I am finally posting the first chapter of my first book, No Light, on my blog. I know, I know. Well, at least I have an excerpt of all of my books now. I know not everyone wants to make the trek over to another website just to download the first chapter. I thought it might make things easier to just post it here. :)
Iron and Stone
The staircase twisted down into what felt like the very bowels of the Earth. Wrought iron and spindly, it creaked with each movement. Every irregular step nearly pulsed with hesitation. Some held back by fear, others pressing forward toward something new and terrifying. The bodies swayed in and out of the sparse light, like spirits jumping at the stone walls.
Her gaze dropped momentarily, away from her thoughts, to look toward their destination. The diamond weave of the steps allowed a caged view of what lie beneath. Sarah's hand gripped the railing tightly, jerking her eyes to the back in front of her. Not allowing them to stray to the lonely darkness beneath her feet.
The steady creak and pound of the footsteps seemed to go on forever, as the class followed the trainer. After ten minutes, the hollow sound of the stairwell seemed to swell in volume. Shuffling coats, heavy breathing, and something else. Sarah tipped her head, peering over the railing into the darkness. There was a wailing just under the creaking of the iron and the thuds of the heavy work boots.
"What is that?" she heard one of her classmates whisper.
She narrowed her eyes at the blackness beneath her feet. So far down, the cold of the stone stairwell made her hands nearly freeze to the railing. She did not dare let go.
"Do you hear that?" Another voice whispered.
The noise increased in volume. It sounded like glass ground between two stones. It set her teeth on edge. It was only the settling of the stairs. Nothing to be afraid of, but that did not stop her hand from shaking in her pocket. She stared at the back in front of her, stepping down over and over.
"Is that them?" The voices sounded almost shrill, made high with panic.
The light flickered overhead, and her eyes rose to the line of dusty lamps along the wall. She refused to look at the dark stairwell above them. The darkness made monsters of shadows. She imagined she saw hungry eyes and grasping claws reaching through the iron slates. She quickly returned her eyes to the back in front of her, glaring so her gaze did not stray. Still, her breath caught each time the lights faded.
Ridiculous, but it was not. There were monsters here. Monsters who wore the skins of men. She licked her dry lips, trying to ignore the burst of darkness. The back of the grey work suit in front of her winked in and out of existence with each flash of light. Fear slithered down her back, cold as the air on her face. Not far. It could not be much farther to the bottom.
Sarah peeked over the rail at the opposite side of the stairwell. The wind swirled down from the surface, whipping her hair around her head. It only increased the groan in the air. Her free hand curled into a ball in her coat pocket. The helmet lights of her classmates curled back around to her, and she could just make out the lean form of Robinson at the lead. Two figures began to tussle in the sparse light.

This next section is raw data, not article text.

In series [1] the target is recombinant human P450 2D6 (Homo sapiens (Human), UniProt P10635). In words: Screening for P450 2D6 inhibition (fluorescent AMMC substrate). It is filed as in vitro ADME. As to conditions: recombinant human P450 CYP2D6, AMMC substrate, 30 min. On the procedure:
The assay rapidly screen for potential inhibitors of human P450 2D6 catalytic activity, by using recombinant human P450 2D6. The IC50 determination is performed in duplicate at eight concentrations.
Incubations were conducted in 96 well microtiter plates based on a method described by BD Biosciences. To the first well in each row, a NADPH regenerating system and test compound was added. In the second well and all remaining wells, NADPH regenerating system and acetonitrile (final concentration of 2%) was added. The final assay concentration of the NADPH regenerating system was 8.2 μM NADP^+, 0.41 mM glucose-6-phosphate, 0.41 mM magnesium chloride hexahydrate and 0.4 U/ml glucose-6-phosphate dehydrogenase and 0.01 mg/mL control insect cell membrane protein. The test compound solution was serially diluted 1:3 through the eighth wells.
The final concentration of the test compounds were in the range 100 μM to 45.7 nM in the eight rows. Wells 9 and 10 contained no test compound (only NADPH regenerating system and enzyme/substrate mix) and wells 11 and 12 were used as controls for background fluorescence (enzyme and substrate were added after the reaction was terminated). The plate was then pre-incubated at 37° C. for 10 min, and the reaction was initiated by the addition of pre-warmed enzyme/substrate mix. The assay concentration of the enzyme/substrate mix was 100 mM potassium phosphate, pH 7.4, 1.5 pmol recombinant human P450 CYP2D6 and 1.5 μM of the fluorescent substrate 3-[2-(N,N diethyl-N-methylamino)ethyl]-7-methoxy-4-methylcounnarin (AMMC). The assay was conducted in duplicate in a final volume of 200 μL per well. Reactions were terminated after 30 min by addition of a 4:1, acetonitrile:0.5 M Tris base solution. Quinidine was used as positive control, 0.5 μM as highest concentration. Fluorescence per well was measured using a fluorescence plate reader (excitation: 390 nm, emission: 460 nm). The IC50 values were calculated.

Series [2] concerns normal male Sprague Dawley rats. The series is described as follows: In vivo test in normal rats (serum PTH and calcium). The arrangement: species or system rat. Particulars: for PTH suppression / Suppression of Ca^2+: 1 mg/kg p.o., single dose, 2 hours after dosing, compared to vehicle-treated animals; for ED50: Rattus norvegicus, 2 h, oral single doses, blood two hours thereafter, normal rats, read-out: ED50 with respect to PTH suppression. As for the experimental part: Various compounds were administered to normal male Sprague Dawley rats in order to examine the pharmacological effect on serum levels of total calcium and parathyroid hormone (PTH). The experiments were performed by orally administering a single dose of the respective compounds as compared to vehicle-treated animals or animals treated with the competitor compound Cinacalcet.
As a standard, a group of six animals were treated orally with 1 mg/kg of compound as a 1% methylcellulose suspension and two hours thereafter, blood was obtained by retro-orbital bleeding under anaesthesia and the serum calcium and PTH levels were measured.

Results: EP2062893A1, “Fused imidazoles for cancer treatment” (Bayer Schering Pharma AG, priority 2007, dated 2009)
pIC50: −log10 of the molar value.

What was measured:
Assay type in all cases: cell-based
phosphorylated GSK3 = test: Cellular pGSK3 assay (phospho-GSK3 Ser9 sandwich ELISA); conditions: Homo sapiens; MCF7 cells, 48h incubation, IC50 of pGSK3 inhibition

"Oh, my god," a voice said from right in front of her, barely audible over the wind and the groan of the stairs.
She tensed her body to keep from colliding with the boy ahead of her. She turned in time to see two figures topple over the railing. They fell like wounded birds. Their helmet lights spun wildly as they descended, showing terrified faces and flailing limbs. The settling of the stairs sounded like a roar of victory.
Someone prayed ahead of her, fervent whispers for deliverance. She did not see who swayed into her, her eyes still focused on the shadows where her classmates had disappeared. As if their trainer could hear over the noise, the lead light swung in her direction. The prayers stopped.
Robinson's brown eyes glittered in the shadows, and she held her breath. He stared toward her, before he turned away and continued the descent. She stood still, frozen in place, and allowed the others to pass her. Finally, there were no more to come. She joined the end of the single file line.
The stone seemed to hold and amplify the sounds in The Corridor. His gaze moved to the door of the main hall and narrowed. Where he sat at the table, two others regarded him with interest. He saw their gazes follow his as the faint traces of noise filtered through the hallways. Not even the closed doors could block the sound from his keen hearing. The noise combined dull thuds with the clang of boots on metal stairs.
"The handler class," the man to his right said under his breath.
He glanced at him, but did not reply. There had been rumors about the incoming class. A mix of morning handlers and night handlers. The whispers were mostly among the humans, whispers and mumbles of discord. Something about the incoming class was different. He looked away from the door and sat back in his chair.
"Only one day handler in this class," the same man spoke again.